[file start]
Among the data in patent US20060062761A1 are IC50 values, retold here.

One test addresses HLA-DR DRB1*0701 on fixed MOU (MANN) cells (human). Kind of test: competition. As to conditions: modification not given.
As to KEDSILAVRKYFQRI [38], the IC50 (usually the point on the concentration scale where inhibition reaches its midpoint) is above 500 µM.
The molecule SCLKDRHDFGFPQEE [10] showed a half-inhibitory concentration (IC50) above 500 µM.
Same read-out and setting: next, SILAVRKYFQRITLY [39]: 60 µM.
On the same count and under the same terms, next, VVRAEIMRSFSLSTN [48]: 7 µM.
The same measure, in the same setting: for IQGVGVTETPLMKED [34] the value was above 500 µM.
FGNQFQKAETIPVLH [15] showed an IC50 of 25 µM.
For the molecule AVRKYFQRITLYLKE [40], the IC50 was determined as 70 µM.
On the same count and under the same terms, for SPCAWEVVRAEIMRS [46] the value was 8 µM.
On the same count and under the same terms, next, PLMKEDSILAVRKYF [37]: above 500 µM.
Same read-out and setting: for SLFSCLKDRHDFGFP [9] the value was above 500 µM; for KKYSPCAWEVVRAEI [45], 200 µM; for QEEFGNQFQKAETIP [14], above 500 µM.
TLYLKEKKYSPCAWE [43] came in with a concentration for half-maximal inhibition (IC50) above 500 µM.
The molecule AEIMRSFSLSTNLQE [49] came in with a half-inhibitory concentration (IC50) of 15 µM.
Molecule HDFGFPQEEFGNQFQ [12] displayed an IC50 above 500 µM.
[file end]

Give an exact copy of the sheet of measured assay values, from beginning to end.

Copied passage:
Among the data in patent US20060062761A1 are IC50 values, retold here.

One test addresses HLA-DR DRB1*0701 on fixed MOU (MANN) cells (human). Kind of test: competition. As to conditions: modification not given.
As to KEDSILAVRKYFQRI [38], the IC50 (usually the point on the concentration scale where inhibition reaches its midpoint) is above 500 µM.
The molecule SCLKDRHDFGFPQEE [10] showed a half-inhibitory concentration (IC50) above 500 µM.
Same read-out and setting: next, SILAVRKYFQRITLY [39]: 60 µM.
On the same count and under the same terms, next, VVRAEIMRSFSLSTN [48]: 7 µM.
The same measure, in the same setting: for IQGVGVTETPLMKED [34] the value was above 500 µM.
FGNQFQKAETIPVLH [15] showed an IC50 of 25 µM.
For the molecule AVRKYFQRITLYLKE [40], the IC50 was determined as 70 µM.
On the same count and under the same terms, for SPCAWEVVRAEIMRS [46] the value was 8 µM.
On the same count and under the same terms, next, PLMKEDSILAVRKYF [37]: above 500 µM.
Same read-out and setting: for SLFSCLKDRHDFGFP [9] the value was above 500 µM; for KKYSPCAWEVVRAEI [45], 200 µM; for QEEFGNQFQKAETIP [14], above 500 µM.
TLYLKEKKYSPCAWE [43] came in with a concentration for half-maximal inhibition (IC50) above 500 µM.
The molecule AEIMRSFSLSTNLQE [49] came in with a half-inhibitory concentration (IC50) of 15 µM.
Molecule HDFGFPQEEFGNQFQ [12] displayed an IC50 above 500 µM.